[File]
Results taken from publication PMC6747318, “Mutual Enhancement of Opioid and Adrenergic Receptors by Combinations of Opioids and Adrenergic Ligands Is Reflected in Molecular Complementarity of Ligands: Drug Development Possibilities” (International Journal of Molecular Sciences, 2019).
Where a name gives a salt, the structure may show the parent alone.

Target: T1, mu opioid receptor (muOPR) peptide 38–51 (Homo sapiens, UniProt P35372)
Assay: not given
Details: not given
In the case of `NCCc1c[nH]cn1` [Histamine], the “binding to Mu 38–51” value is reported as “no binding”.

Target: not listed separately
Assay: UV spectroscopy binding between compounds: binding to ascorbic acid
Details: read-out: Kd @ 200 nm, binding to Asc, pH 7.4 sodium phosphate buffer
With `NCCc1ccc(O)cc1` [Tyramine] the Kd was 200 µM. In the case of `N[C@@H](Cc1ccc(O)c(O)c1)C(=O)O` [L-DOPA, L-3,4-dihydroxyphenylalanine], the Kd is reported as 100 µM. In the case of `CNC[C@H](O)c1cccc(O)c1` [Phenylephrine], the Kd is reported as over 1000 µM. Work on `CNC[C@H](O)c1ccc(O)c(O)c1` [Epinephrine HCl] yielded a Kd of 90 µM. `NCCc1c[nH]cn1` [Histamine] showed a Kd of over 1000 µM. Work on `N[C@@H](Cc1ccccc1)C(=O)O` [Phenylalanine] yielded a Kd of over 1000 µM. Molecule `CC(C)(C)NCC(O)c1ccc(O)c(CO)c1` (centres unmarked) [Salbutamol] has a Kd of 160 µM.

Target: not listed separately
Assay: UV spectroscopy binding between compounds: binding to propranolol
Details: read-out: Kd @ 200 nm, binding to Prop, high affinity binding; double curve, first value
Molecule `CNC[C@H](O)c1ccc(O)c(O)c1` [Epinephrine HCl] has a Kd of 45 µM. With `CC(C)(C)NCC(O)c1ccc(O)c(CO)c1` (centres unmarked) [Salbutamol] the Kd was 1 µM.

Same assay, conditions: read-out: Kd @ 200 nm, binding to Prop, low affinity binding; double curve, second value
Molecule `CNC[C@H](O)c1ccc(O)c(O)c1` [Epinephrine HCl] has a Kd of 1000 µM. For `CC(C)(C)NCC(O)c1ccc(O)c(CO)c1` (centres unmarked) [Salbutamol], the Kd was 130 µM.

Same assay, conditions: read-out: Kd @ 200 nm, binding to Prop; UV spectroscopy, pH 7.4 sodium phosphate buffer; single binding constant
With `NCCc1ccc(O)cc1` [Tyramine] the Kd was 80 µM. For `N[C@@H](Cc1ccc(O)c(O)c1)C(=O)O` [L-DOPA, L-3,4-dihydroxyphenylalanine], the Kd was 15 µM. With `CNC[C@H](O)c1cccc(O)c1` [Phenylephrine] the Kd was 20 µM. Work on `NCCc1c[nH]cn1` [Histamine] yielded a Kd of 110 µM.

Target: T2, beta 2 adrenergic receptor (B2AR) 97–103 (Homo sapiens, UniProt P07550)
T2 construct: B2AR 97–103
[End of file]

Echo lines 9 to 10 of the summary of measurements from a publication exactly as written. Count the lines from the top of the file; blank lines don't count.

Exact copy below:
Details: read-out: Kd @ 200 nm, binding to Asc, pH 7.4 sodium phosphate buffer
With `NCCc1ccc(O)cc1` [Tyramine] the Kd was 200 µM. In the case of `N[C@@H](Cc1ccc(O)c(O)c1)C(=O)O` [L-DOPA, L-3,4-dihydroxyphenylalanine], the Kd is reported as 100 µM. In the case of `CNC[C@H](O)c1cccc(O)c1` [Phenylephrine], the Kd is reported as over 1000 µM. Work on `CNC[C@H](O)c1ccc(O)c(O)c1` [Epinephrine HCl] yielded a Kd of 90 µM. `NCCc1c[nH]cn1` [Histamine] showed a Kd of over 1000 µM. Work on `N[C@@H](Cc1ccccc1)C(=O)O` [Phenylalanine] yielded a Kd of over 1000 µM. Molecule `CC(C)(C)NCC(O)c1ccc(O)c(CO)c1` (centres unmarked) [Salbutamol] has a Kd of 160 µM.